Laura
I was keen on reading this story, as it is one of those titles that one hears about over the years and feels that should read at some point, to actually know what everyone else is talking about. However, I was rather disappointed in the story.

(view spoiler)...more
Gillian
"The most merciful thing in the world, I think, is the inability of the human mind to correlate all its contents. We live on a placid island of ignorance in the midst of black seas of infinity; and it was not meant that we should voyage far."

The two stars are for that opening, and that opening alone. Documentary style was a bore and as I kept on waiting for something to happen I thought that maybe I would care. I didn't.

Oh, and a note if you are supposedly uncovering some sort of big evil myste...more
Dave
Now I finally know what/who Cthulhu is.

Pretty good apocalypse-narrowly-avoided story. I'm always fascinated by stories from this time when these wealthy white men get turned on to some fact or strange occurrence take time out to gallivant around the world for a few years to investigate. Apparently they have all the time and money in the world to ferry between the continents not even sure that the person they're going to meet is still there.

Anyway. It's about a guy who has strange prophetic dream...more
The Treeman
I wish Lovecraft would have prefered to show us what the characters say and not just telling us what they say...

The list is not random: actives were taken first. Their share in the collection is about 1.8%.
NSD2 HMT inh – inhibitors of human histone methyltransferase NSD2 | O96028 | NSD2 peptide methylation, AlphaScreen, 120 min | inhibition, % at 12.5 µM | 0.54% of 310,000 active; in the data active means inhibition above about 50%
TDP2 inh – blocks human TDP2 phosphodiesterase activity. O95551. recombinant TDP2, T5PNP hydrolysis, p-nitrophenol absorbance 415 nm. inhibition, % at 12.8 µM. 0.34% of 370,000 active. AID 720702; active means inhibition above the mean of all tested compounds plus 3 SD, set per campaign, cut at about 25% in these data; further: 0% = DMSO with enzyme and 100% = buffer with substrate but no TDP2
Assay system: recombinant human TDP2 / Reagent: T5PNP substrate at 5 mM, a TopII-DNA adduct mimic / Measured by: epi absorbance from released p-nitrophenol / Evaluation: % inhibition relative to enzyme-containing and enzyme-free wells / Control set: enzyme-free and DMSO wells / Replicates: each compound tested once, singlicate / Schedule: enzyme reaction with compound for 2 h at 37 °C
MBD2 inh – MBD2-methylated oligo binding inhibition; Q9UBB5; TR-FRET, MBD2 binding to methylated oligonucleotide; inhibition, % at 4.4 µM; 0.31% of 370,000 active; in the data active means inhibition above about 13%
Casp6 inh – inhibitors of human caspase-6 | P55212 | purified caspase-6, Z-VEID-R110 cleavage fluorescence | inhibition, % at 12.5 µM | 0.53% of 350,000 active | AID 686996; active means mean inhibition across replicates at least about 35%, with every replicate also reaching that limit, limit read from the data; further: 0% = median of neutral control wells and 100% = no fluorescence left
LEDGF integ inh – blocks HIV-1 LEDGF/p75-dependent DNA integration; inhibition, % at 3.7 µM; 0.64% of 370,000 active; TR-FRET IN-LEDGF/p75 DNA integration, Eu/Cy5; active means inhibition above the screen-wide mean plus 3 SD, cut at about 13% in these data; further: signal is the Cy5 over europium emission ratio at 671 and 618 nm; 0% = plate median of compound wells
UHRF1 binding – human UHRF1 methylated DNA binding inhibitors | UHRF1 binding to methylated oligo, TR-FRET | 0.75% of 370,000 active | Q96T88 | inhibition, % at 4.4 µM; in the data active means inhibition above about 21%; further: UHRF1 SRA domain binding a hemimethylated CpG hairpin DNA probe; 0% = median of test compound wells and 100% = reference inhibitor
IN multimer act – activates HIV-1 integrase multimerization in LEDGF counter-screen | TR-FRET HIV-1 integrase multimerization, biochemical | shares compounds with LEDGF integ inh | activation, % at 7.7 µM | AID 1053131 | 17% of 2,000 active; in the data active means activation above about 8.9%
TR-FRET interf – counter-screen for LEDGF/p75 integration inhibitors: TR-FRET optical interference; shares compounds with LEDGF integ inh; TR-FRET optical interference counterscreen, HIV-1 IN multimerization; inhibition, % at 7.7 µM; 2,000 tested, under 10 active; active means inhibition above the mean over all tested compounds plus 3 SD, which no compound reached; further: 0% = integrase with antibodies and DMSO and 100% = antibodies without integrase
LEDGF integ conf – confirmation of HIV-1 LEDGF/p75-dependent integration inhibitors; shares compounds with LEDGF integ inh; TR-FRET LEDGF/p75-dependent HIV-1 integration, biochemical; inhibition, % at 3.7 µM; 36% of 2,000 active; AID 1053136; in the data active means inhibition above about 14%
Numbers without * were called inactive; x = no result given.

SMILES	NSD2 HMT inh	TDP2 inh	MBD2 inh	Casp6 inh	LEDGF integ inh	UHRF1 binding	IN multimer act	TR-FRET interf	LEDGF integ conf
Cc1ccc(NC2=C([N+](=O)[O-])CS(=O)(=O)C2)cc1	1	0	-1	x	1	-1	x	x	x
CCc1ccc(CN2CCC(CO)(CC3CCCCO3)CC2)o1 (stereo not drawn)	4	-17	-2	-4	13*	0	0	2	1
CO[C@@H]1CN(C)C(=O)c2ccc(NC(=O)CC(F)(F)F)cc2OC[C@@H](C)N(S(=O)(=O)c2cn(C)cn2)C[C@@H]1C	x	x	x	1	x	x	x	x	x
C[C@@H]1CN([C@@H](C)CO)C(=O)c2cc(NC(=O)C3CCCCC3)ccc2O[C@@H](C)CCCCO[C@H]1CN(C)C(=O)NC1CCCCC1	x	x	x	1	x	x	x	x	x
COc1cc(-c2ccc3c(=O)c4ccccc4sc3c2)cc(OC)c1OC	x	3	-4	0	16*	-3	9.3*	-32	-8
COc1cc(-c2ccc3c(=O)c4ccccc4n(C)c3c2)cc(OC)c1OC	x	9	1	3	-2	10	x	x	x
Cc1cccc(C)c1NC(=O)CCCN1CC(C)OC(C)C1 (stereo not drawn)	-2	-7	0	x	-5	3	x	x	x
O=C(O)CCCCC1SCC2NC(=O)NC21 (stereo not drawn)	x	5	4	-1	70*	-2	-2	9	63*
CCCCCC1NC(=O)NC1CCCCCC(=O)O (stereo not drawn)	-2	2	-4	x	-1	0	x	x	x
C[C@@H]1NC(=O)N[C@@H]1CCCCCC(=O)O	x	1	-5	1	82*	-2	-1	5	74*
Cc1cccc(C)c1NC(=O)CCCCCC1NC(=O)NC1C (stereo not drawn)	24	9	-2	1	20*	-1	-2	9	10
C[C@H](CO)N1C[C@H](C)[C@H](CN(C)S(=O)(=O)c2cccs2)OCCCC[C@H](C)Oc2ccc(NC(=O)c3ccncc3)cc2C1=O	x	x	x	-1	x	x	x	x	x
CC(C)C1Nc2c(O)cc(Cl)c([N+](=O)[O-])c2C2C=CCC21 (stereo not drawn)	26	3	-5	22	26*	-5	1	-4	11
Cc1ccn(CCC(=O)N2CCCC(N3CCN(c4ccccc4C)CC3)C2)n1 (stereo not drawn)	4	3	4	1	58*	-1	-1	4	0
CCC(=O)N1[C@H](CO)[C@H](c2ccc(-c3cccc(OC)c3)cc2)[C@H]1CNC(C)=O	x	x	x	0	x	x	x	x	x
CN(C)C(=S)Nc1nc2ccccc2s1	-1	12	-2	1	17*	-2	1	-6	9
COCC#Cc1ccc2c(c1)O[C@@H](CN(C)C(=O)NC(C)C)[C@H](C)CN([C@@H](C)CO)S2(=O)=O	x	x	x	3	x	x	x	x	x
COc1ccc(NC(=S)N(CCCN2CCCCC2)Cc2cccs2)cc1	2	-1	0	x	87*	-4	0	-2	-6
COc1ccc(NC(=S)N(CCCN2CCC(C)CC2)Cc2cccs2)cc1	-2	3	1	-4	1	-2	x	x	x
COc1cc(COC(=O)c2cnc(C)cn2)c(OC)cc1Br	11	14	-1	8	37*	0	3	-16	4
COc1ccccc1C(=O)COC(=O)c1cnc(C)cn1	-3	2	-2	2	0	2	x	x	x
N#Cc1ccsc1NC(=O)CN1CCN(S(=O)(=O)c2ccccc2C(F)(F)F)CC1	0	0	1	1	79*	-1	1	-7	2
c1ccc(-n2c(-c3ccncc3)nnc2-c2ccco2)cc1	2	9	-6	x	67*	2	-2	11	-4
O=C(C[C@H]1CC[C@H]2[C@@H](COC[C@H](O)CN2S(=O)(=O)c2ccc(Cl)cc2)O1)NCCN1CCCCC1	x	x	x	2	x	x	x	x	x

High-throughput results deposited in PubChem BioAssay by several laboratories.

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9494
Howard Phillips Lovecraft, of Providence, Rhode Island, was an American author of horror, fantasy and science fiction.

Lovecraft's major inspiration and invention was cosmic horror: life is incomprehensible to human minds and the universe is fundamentally alien. Those who genuinely reason, like his protagonists, gamble with sanity. Lovecraft has developed a cult following for his Cthulhu Mythos, a...more
More about H.P. Lovecraft...
The Best of H.P. Lovecraft: Bloodcurdling Tales of Horror and the Macabre The Call of Cthulhu and Other Weird Stories At the Mountains of Madness and Other Tales of Terror At the Mountains of Madness The Transition of H. P. Lovecraft: The Road to Madness

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“The most merciful thing in the world, I think, is the inability of the human mind to correlate all its contents... some day the piecing together of dissociated knowledge will open up such terrifying vistas of reality, and of our frightful position therein, that we shall either go mad from the revelation or flee from the light into the peace and safety of a new Dark Age.” 271 likes
“Ph'nglui mglw'nafh Cthulhu R'lyeh wgah'nagl fhtagn.

In his house at R'lyeh dead Cthulhu waits dreaming.